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It is best to fertilise red cabbage at the time of planting and two more times during growth. In this way, the cabbages are evenly supplied with nutrients. Late cultivars should not be fertilised after September, because the nutrients can not be absorbed during the cold season. With earlier cultivars, on the other hand, it is advisable not to give them any fertiliser for three weeks before harvesting.

Red cabbage needs sufficient water for healthy growth and should therefore be watered intensively on a regular basis, especially during the dry summer months. Although the plant can survive intermittent periods of drought, the quality and size of the heads suffer.

Common diseases and pests

Red cabbage has to deal with the typical pests and diseases of cabbage. Pests include the little cabbage fly (Delia radicum), which is the most important pest of head cabbage. However, the powdery cabbage aphid (Brevicoryne brassicae), the cabbage moth (Mamestra brassicae), the butterfly caterpillar of the small white (Pieris rapae), and the whitefly (moth scale aphids of the Aleyrodidae family) can also cause problems. In addition to insects, infestation by cabbage cyst nematodes (Heterodera cruciferae) or stemnematodes (Ditylenchus dipsaci) can significantly damage the plant. After being planted out in the open, young plants should be protected from slugs and snails. Diseases that are particularly dangerous to red cabbage include cabbage hernia (Plasmodiophora brassicae) – a fungal disease that negatively affects growth and causes leaves to wilt. As with all cabbage cultivars, a growing interval of three to five years should be observed for the same bed to prevent the spread of disease.

Red cabbage plants and marigold
Planting red cabbage and marigold close by one another helps to deter nematodes [Photo: theapflueger/ Shutterstock.com]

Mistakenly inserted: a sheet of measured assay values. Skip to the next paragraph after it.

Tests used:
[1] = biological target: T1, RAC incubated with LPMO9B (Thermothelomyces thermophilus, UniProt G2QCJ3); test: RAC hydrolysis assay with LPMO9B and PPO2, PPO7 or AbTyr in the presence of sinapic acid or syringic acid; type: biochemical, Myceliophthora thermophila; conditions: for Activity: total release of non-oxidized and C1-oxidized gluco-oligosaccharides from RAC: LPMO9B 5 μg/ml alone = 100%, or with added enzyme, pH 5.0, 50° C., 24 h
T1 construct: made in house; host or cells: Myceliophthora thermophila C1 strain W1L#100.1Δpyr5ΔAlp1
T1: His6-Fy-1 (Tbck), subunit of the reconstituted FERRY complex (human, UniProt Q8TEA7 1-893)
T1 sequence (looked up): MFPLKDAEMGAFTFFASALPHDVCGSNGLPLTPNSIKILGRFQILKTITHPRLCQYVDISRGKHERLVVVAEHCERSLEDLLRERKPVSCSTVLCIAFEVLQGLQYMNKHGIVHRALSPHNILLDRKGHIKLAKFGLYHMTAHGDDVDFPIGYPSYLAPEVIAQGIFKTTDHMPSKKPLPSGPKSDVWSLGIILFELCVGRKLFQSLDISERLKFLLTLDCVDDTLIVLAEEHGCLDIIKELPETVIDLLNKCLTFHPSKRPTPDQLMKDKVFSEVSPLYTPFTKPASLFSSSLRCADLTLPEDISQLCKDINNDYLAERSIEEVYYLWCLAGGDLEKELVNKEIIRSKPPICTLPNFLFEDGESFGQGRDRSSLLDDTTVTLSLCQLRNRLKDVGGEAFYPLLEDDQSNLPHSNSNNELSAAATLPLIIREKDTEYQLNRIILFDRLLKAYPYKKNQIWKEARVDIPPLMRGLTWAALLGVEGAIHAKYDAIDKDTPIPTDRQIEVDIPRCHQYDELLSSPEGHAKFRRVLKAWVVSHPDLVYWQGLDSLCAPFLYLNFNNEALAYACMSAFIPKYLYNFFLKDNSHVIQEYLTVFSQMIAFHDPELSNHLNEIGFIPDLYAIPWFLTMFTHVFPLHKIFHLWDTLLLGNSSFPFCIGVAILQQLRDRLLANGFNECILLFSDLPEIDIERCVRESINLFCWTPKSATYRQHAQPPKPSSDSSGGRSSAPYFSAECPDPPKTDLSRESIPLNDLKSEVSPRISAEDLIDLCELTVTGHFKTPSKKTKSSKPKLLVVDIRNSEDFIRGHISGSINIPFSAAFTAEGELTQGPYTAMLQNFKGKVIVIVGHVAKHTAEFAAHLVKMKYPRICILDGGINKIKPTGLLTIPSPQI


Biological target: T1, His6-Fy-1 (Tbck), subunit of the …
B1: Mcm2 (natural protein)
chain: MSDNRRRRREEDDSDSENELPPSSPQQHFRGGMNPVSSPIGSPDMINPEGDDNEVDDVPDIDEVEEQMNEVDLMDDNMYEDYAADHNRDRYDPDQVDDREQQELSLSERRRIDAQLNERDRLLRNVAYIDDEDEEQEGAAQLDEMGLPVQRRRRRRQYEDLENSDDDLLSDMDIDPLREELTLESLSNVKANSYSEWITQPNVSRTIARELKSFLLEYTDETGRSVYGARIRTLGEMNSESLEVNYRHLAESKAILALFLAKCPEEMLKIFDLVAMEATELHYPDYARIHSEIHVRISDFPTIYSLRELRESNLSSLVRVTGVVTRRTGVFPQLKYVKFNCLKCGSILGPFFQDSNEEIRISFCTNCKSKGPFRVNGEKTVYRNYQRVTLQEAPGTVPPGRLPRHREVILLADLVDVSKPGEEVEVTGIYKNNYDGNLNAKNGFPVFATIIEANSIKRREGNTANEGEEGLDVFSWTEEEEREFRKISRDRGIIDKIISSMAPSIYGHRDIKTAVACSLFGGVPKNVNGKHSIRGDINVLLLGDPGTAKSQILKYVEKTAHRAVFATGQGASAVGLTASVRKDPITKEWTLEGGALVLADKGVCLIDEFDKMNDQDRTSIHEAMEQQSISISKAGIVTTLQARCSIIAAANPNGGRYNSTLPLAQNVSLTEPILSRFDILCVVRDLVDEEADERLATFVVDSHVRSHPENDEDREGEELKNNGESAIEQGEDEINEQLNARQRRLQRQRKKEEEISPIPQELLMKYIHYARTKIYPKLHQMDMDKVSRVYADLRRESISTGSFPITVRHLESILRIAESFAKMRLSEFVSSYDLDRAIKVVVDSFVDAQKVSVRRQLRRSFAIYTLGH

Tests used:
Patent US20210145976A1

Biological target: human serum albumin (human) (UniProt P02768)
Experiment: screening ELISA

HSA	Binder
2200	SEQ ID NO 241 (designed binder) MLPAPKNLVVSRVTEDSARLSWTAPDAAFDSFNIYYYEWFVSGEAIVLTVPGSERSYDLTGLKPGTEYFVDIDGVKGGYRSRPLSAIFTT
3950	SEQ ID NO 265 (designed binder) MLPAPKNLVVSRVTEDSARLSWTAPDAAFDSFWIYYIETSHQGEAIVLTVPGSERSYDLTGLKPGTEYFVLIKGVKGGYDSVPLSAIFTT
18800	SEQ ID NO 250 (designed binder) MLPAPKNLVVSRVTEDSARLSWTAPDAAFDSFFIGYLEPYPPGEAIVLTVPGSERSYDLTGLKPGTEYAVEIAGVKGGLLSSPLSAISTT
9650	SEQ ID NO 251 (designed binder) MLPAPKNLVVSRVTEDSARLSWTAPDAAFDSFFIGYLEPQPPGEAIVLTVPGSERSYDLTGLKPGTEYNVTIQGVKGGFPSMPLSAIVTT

Harvesting and storing red cabbage

Depending on the variety, harvest time for red cabbage begins as early as July. Later cultivars usually tolerate frost without problems, as long as temperatures do not fall below -4 °C. Cabbage can remain in the bed and be “stored” in this way until use. To harvest red cabbage, cut the stem below the cabbage head with a sharp knife and remove excess leaves. Late cultivars can be hung upside down by the stalk after harvest and stored in a cool cellar or garage until February without any worries. Before processing, the outer leaves should be removed. Red cabbage can also be stored outside in ground pits.

Tip: In mild regions, red cabbage can also be sown as early as autumn and then harvested as early as May.

Uses and constituents

Red cabbage can be eaten both raw and cooked. The best-known use is probably the preserved blue cabbage, which is a delicious side dish, especially with hearty dishes. The vegetable should not be overcooked, otherwise it loses valuable nutrients and its flavour. It is better to heat the cabbage slowly. But how does the cabbage stay red when cooked? Adding a little acid – such as vinegar or sour apples – preserves the colour. And red cabbage also makes a great raw vegetable – either as a colourful addition to traditional salads or as a red coleslaw.

If you want to preserve red cabbage and at the same time like quickly prepared side dishes, you can boil it down and quickly heat it up if necessary. It is somewhat less time-consuming to freeze the cut red cabbage. It can be stored in the refrigerator for about six weeks.

Shredded red cabbage in bowl
Red cabbage can be eaten raw as a red coleslaw or cooked as a side dish [Photo: istetiana/ Shutterstock.com]

What makes red cabbage so healthy? Red cabbage is not only aromatic and delicious because of the nutrients it contains, but also extremely healthy: iron and other minerals, antioxidant pigments (anthocyanins), fibre and vitamin C are contained. Especially because of the anthocyanins, make sure you do not overcook red cabbage, or eat it raw.